American dream fades for Generation Y professionals
After being dismissed from her job as a Midtown Manhattan securities attorney in October 2009, Christina Tretter-Herriger hitched a used horse trailer to her Dodge Ram pickup and drove 1,628 miles to Texas.
The 32-year-old lawyer sold skin-care products in Houston before finding work as the assistant general counsel of a futures-trading firm where an irate customer punctuated a recorded voice-mail message with gunfire. “No one was left with the impression that he just happened to be phoning from a sporting clays range," she says.
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Eighteen months and two busted jobs later, the daughter of a retired physician and a former editor at Vogue circled back to upstate New York and hunkered down at a small legal office that pays about one-quarter of her former $165,000 salary.
Generation Y professionals entering the workforce are finding careers that once were gateways to high pay and upwardly mobile lives turning into detours and dead ends. Average incomes for individuals ages 25 to 34 have fallen eight per cent, double the adult population’s total drop, since the recession began in December 2007. Their unemployment rate remains stuck one-half to one percentage point above the national figure.
Three and a half years after the worst recession since the Great Depression, the earnings and employment gap between those in the under-35 population and their parents and grandparents threatens to unravel the American dream of each generation doing better than the last. The nation’s younger workers have benefited least from an economic recovery that has been the most uneven in recent history.
“This generation will be permanently depressed and will be on a lower path of income for probably all of their life — and at least the next 10 years," says Rutgers professor Cliff Zukin, a senior research fellow at the university’s John J Heldrich Center for Workforce Development. Professionals who start out in jobs other than their first choice tend to stay on the alternative path, earning less than they would have otherwise while becoming less likely to start over again later in preferred fields, Zukin says.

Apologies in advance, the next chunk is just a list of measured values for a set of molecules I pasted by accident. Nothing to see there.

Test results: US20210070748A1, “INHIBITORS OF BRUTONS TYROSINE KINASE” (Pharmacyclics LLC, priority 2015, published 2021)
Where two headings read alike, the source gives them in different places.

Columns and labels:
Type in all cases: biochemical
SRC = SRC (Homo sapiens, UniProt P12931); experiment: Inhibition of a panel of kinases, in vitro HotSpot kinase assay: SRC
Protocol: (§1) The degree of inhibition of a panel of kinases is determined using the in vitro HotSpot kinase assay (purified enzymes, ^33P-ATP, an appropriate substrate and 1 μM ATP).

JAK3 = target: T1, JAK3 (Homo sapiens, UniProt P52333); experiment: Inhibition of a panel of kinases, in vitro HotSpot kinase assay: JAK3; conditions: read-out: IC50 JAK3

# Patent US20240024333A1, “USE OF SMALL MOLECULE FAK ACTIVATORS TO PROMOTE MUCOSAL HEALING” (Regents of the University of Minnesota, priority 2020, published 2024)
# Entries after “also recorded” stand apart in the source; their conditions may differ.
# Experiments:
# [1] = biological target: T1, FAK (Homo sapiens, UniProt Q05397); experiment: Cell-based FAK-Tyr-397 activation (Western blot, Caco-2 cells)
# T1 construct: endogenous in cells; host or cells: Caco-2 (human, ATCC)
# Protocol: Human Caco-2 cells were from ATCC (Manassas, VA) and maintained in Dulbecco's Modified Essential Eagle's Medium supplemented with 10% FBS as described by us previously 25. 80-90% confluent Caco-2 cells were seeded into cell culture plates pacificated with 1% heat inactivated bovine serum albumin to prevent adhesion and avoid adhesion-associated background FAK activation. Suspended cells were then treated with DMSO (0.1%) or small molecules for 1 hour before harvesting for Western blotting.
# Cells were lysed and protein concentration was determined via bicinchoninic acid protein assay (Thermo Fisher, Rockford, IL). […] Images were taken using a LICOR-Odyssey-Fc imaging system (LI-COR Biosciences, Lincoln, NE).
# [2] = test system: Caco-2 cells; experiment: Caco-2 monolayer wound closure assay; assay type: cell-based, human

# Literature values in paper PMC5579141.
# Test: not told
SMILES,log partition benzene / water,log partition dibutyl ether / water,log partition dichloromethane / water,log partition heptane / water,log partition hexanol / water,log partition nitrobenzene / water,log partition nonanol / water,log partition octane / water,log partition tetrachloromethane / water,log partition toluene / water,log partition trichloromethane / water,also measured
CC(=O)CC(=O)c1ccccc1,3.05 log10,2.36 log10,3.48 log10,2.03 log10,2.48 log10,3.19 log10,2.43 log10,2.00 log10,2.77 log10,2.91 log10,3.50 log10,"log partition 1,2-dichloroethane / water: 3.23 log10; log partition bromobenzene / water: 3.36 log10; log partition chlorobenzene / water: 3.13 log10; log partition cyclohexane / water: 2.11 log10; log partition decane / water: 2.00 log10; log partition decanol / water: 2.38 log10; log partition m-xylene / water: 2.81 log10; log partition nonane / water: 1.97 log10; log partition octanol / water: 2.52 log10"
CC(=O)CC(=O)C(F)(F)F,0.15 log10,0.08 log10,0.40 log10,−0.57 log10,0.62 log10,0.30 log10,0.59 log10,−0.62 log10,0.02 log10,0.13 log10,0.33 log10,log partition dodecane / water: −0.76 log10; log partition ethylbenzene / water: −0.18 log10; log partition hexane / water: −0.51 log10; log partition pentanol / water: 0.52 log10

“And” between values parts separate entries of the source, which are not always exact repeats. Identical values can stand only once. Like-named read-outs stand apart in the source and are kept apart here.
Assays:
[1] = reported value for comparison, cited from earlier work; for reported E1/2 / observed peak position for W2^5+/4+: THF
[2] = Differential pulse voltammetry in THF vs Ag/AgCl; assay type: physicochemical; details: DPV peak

Michael Greenstone, who was chief economist at the White House Council of Economic Advisers in 2009 and 2010, says the shift to a downwardly mobile society may be lasting. “Children are not earning as much as their parents, and I think we’re laying the seeds for that to continue into the future," he says.
Only one-fifth of those who graduated college since 2006 expect greater success than their parents, a Rutgers survey found earlier this year. Little more than half were working full time. Just one in five said their job put them on a career path.
Those who finish only high school or drop out fare worse. Almost four out of five jobs destroyed by the recession were held by workers with a high school diploma or less, according to Georgetown University’s Center on Education and the Workforce.
Middle-income jobs are disappearing for a wide range of young professionals. The number of financial counselors and loan officers ages 25 to 34 has dropped 40 per cent since 2007, outpacing the 30 percent drop in total jobs for the profession, according to the federal Bureau of Labor Statistics.
Similarly, the number of hours logged by first-year and mid-level legal associates — a productivity measure of young lawyers — fell 12 percent from 2007 at some of New York’s largest law firms, says Jeff Grossman, national managing director of Wells Fargo Private Bank’s Legal Specialty Group in Charlotte, North Carolina. Yet profits per partner climbed $50,697 to $1.5 million on revenue of $66 billion last year, according to a separate survey of 86 of the world’s top law firms by The American Lawyer magazine.
“I had a lot of faith in the system, the mythology that if you work really hard you can achieve anything, and the stock market always goes up," says 2009 law school graduate Elizabeth Hallock, 33. “It was pretty naïve on my part."
Hallock is the named plaintiff in one of 14 lawsuits against some of the nation’s best-known law schools, including her alma mater, the University of San Francisco School of Law. The civil complaints, filed in 2011 and 2012, accuse the institutions of overstating graduates’ job-placement results and incomes.
Young Americans are struggling to reconcile their lack of economic rewards with their relatively privileged upbringings by Baby Boomer parents and the material success of their older peers, Generation X, born in the late 1960s and 1970s, says Kathy Sheehan, general manager of GfK Consumer Trends and Roper Reports, a unit of German-based research firm GfK.
“It’s a generation that had really high expectations, in some part driven by the way they were raised by their boomer parents," she says. “Yet, in the past five years they have had reality slammed in their face by the employment situation."
About 61 million people, one-fifth of the US population, work at jobs where median earnings declined since 2007 even as the 1.2 million households whose incomes put them in the top 1 percent saw their pay rise 5.5 per cent last year.